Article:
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Counting stuff is really hard

I've never worked anywhere where the logs could be tallied well. Netscape, AOL, they had giant systems that slurped up the logs from the front ends and stuffed them into web-enabled databases. Every query took 90 seconds to run, half of them timed out. Forget ad-hoc queries or tossing a custom regex in. Sometimes the logs would break and it'd be weeks or months or never before they worked again.

Sometimes there was just too much traffic to be able to count it all. More log events came in every 24 hours than could be processed in a 24 hour log run.

Google Analytics doesn't seem to fare much better. Granted, we probably put more data into it at Topix than the average site. But I could never get unique IP counts of that thing. It would just spin and spin until my browser gave up.

I've repeatedly seen senior engineers fail to make headway on the log problem. Logs should be easy, right? What could be more straightforward than collecting a set of files each day and tallying the lines?

It turns out that anything involving lots of data spread over a cluster of machines is hard. Correct that: Even little bits of data spread over a cluster is hard. i=n++ in a distributed environment is a PhD thesis.

We take the simplicity of i=n++ or counting lines for granted. It all begins with a single CPU and we know that model. In fact, we know that model so deeply that we think in it, in the same way that language shapes what we can think about. The von Neumann architecture defines our perception of what is easy and what is hard.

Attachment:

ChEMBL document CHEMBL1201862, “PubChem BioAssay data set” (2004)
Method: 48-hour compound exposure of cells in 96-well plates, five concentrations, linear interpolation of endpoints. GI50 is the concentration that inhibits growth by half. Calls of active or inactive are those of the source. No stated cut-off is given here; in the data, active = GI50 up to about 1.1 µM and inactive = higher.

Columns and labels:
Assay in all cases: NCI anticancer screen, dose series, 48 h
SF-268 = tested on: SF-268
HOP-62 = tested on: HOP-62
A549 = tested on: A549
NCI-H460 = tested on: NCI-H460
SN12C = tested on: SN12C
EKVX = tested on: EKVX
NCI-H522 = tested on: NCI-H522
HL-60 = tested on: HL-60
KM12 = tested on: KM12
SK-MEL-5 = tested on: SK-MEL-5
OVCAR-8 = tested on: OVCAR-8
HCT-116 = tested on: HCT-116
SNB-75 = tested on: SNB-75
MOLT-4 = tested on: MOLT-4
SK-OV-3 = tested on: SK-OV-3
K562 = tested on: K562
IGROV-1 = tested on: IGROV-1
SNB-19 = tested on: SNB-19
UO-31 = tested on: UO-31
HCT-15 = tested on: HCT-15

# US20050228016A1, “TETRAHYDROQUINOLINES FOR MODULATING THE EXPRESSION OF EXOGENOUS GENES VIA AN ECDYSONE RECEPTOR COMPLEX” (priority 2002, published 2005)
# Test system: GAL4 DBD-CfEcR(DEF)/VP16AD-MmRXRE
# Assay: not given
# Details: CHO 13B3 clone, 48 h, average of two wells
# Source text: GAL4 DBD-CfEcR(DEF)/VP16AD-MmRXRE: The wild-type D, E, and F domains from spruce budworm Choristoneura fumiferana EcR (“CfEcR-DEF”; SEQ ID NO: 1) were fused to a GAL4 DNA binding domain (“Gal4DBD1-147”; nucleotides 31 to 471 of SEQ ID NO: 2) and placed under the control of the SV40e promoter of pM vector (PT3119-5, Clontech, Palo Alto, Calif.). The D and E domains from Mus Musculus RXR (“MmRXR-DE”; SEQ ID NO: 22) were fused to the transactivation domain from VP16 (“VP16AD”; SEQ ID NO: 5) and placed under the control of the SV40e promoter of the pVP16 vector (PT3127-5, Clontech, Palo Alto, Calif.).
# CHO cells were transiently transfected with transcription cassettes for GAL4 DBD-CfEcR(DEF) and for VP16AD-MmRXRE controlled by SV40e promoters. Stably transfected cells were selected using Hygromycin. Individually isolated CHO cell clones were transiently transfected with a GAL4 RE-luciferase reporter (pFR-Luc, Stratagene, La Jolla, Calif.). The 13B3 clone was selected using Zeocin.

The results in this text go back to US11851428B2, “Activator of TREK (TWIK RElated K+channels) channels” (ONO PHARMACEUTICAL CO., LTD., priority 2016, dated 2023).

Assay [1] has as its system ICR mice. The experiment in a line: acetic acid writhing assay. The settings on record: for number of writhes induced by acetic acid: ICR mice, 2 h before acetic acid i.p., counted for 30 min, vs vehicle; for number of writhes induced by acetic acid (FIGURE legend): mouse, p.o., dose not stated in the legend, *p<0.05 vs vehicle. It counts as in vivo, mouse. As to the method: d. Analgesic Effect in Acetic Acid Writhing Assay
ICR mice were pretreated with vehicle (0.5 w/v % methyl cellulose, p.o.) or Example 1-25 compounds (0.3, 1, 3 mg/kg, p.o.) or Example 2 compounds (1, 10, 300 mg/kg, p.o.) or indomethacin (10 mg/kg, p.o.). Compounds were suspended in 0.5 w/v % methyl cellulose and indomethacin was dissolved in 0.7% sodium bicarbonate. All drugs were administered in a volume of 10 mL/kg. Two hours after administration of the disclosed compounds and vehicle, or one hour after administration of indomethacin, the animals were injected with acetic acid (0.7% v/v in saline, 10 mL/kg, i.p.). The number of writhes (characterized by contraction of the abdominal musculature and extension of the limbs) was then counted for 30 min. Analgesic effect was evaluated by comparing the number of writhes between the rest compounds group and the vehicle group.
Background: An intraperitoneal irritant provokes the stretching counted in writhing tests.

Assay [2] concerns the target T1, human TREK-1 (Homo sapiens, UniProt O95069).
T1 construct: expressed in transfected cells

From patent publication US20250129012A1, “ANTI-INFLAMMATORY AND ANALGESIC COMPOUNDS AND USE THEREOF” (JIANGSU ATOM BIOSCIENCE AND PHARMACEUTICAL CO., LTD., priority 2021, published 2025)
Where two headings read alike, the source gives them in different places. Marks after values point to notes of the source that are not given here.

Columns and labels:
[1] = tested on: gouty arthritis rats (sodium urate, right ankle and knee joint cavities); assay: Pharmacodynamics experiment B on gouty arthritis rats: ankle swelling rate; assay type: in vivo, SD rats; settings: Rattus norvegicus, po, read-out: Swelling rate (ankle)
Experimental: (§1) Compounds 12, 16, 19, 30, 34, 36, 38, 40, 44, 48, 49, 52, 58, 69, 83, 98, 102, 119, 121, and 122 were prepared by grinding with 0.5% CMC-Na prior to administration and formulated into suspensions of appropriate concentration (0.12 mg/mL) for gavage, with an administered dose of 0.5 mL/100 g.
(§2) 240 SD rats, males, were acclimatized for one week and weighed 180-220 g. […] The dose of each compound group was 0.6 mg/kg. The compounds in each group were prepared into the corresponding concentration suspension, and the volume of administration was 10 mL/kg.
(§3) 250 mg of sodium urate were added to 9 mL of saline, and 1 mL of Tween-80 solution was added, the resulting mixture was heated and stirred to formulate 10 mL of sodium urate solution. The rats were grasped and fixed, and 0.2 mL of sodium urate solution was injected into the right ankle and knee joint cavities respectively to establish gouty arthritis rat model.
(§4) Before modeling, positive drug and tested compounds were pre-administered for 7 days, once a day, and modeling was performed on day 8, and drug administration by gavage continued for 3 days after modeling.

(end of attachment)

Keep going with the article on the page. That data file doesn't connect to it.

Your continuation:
But it doesn't map at all to distributed systems.

The approach of the industry has been to try to impose von Neumann semantics on the distributed system. Recently some have started to question whether that's the right approach.

The underlying assumption ... is that any system that is scalable, fault-tolerant, and upgradable is composed of N nodes, where N>1.

The problem with current data storage systems, with rare exception, is that they are all "one box native" applications, i.e. from a world where N=1. From Berkeley DB to MySQL, they were all designed initially to sit on one box. Even after several years of dealing with MegaData you still see painful stories like what the YouTube guys went through as they scaled up. All of this stems from an N=1 mentality.
    -- Joe Gregorio

Distributed systems upend our intuition of what should be hard and what should be easy. So we try to devise protocols and systems to carry forward what was easy in our N=1 single CPU world.

But these algorithms are seriously messed up. "Let's Paxos for lunch" is a joke because Paxos is such a ridiculously complicated protocol. Yes I understand its inner beauty and all that but c'mon. Sometimes you get the feeling the universe is on your side when you use a technique. Like exponential backoff. You've been using that since you were a kid learning about social interactions and how to manage frustration. It feels right. But if you come to a point in your design where something like Paxos needs to be brought out, maybe the universe is telling you that you're doing it wrong.